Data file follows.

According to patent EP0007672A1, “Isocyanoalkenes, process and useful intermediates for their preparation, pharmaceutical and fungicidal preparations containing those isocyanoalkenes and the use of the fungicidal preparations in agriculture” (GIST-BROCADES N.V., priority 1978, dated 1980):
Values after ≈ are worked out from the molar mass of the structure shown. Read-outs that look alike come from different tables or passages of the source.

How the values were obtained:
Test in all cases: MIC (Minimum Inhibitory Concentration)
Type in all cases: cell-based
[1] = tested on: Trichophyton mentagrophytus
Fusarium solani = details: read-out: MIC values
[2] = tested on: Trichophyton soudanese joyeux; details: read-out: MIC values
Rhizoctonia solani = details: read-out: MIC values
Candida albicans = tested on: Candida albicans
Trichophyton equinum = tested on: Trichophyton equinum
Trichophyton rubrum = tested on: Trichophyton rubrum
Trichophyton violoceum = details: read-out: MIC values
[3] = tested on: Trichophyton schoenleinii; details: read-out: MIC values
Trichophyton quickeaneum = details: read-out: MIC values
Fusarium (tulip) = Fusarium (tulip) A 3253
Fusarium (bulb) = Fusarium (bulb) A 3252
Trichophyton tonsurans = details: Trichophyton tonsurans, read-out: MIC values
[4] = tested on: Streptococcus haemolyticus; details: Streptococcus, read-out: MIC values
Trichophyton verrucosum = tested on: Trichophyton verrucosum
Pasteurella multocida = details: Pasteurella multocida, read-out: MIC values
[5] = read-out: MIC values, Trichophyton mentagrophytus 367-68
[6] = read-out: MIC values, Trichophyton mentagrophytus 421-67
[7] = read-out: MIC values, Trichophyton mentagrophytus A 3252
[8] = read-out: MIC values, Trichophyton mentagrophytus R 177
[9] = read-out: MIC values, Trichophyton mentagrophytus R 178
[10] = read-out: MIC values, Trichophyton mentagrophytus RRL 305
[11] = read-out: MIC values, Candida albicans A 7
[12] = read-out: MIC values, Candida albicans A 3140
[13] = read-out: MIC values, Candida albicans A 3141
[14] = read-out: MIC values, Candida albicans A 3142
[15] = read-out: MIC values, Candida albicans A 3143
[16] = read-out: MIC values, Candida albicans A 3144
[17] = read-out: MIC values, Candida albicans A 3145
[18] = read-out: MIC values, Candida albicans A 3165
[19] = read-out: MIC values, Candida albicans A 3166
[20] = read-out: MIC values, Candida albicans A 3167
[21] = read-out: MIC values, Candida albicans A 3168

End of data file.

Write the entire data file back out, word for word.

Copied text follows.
According to patent EP0007672A1, “Isocyanoalkenes, process and useful intermediates for their preparation, pharmaceutical and fungicidal preparations containing those isocyanoalkenes and the use of the fungicidal preparations in agriculture” (GIST-BROCADES N.V., priority 1978, dated 1980):
Values after ≈ are worked out from the molar mass of the structure shown. Read-outs that look alike come from different tables or passages of the source.

How the values were obtained:
Test in all cases: MIC (Minimum Inhibitory Concentration)
Type in all cases: cell-based
[1] = tested on: Trichophyton mentagrophytus
Fusarium solani = details: read-out: MIC values
[2] = tested on: Trichophyton soudanese joyeux; details: read-out: MIC values
Rhizoctonia solani = details: read-out: MIC values
Candida albicans = tested on: Candida albicans
Trichophyton equinum = tested on: Trichophyton equinum
Trichophyton rubrum = tested on: Trichophyton rubrum
Trichophyton violoceum = details: read-out: MIC values
[3] = tested on: Trichophyton schoenleinii; details: read-out: MIC values
Trichophyton quickeaneum = details: read-out: MIC values
Fusarium (tulip) = Fusarium (tulip) A 3253
Fusarium (bulb) = Fusarium (bulb) A 3252
Trichophyton tonsurans = details: Trichophyton tonsurans, read-out: MIC values
[4] = tested on: Streptococcus haemolyticus; details: Streptococcus, read-out: MIC values
Trichophyton verrucosum = tested on: Trichophyton verrucosum
Pasteurella multocida = details: Pasteurella multocida, read-out: MIC values
[5] = read-out: MIC values, Trichophyton mentagrophytus 367-68
[6] = read-out: MIC values, Trichophyton mentagrophytus 421-67
[7] = read-out: MIC values, Trichophyton mentagrophytus A 3252
[8] = read-out: MIC values, Trichophyton mentagrophytus R 177
[9] = read-out: MIC values, Trichophyton mentagrophytus R 178
[10] = read-out: MIC values, Trichophyton mentagrophytus RRL 305
[11] = read-out: MIC values, Candida albicans A 7
[12] = read-out: MIC values, Candida albicans A 3140
[13] = read-out: MIC values, Candida albicans A 3141
[14] = read-out: MIC values, Candida albicans A 3142
[15] = read-out: MIC values, Candida albicans A 3143
[16] = read-out: MIC values, Candida albicans A 3144
[17] = read-out: MIC values, Candida albicans A 3145
[18] = read-out: MIC values, Candida albicans A 3165
[19] = read-out: MIC values, Candida albicans A 3166
[20] = read-out: MIC values, Candida albicans A 3167
[21] = read-out: MIC values, Candida albicans A 3168